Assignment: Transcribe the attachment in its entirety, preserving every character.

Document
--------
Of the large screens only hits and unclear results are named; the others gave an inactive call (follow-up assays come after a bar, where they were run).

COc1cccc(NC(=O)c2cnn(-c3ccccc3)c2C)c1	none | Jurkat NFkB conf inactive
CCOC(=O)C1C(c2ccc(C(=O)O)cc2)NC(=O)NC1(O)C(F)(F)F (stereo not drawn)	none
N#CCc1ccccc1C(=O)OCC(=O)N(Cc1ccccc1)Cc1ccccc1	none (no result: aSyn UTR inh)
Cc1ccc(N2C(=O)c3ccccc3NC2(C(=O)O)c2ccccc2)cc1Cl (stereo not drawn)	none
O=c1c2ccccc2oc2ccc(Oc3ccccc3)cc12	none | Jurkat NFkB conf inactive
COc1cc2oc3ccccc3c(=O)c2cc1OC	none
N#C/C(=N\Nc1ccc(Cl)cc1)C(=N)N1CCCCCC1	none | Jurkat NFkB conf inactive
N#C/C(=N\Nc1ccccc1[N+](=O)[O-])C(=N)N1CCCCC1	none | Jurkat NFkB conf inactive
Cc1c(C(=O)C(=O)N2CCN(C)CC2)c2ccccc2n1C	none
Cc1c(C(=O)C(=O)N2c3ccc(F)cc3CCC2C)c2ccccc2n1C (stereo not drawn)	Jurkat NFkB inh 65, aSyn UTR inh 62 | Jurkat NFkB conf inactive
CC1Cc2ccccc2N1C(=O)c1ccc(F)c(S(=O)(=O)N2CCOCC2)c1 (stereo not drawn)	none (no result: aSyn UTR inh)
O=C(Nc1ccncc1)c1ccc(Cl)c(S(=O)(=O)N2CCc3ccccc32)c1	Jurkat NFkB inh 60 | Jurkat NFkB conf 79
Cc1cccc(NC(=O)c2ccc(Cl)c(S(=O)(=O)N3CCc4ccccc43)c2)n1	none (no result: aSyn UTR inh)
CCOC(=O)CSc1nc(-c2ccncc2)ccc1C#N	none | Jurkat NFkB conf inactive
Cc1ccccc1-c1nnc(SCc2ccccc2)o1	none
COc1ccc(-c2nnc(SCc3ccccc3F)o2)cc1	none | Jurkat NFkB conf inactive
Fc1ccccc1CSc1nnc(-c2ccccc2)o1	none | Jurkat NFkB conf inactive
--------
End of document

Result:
Of the large screens only hits and unclear results are named; the others gave an inactive call (follow-up assays come after a bar, where they were run).

COc1cccc(NC(=O)c2cnn(-c3ccccc3)c2C)c1	none | Jurkat NFkB conf inactive
CCOC(=O)C1C(c2ccc(C(=O)O)cc2)NC(=O)NC1(O)C(F)(F)F (stereo not drawn)	none
N#CCc1ccccc1C(=O)OCC(=O)N(Cc1ccccc1)Cc1ccccc1	none (no result: aSyn UTR inh)
Cc1ccc(N2C(=O)c3ccccc3NC2(C(=O)O)c2ccccc2)cc1Cl (stereo not drawn)	none
O=c1c2ccccc2oc2ccc(Oc3ccccc3)cc12	none | Jurkat NFkB conf inactive
COc1cc2oc3ccccc3c(=O)c2cc1OC	none
N#C/C(=N\Nc1ccc(Cl)cc1)C(=N)N1CCCCCC1	none | Jurkat NFkB conf inactive
N#C/C(=N\Nc1ccccc1[N+](=O)[O-])C(=N)N1CCCCC1	none | Jurkat NFkB conf inactive
Cc1c(C(=O)C(=O)N2CCN(C)CC2)c2ccccc2n1C	none
Cc1c(C(=O)C(=O)N2c3ccc(F)cc3CCC2C)c2ccccc2n1C (stereo not drawn)	Jurkat NFkB inh 65, aSyn UTR inh 62 | Jurkat NFkB conf inactive
CC1Cc2ccccc2N1C(=O)c1ccc(F)c(S(=O)(=O)N2CCOCC2)c1 (stereo not drawn)	none (no result: aSyn UTR inh)
O=C(Nc1ccncc1)c1ccc(Cl)c(S(=O)(=O)N2CCc3ccccc32)c1	Jurkat NFkB inh 60 | Jurkat NFkB conf 79
Cc1cccc(NC(=O)c2ccc(Cl)c(S(=O)(=O)N3CCc4ccccc43)c2)n1	none (no result: aSyn UTR inh)
CCOC(=O)CSc1nc(-c2ccncc2)ccc1C#N	none | Jurkat NFkB conf inactive
Cc1ccccc1-c1nnc(SCc2ccccc2)o1	none
COc1ccc(-c2nnc(SCc3ccccc3F)o2)cc1	none | Jurkat NFkB conf inactive
Fc1ccccc1CSc1nnc(-c2ccccc2)o1	none | Jurkat NFkB conf inactive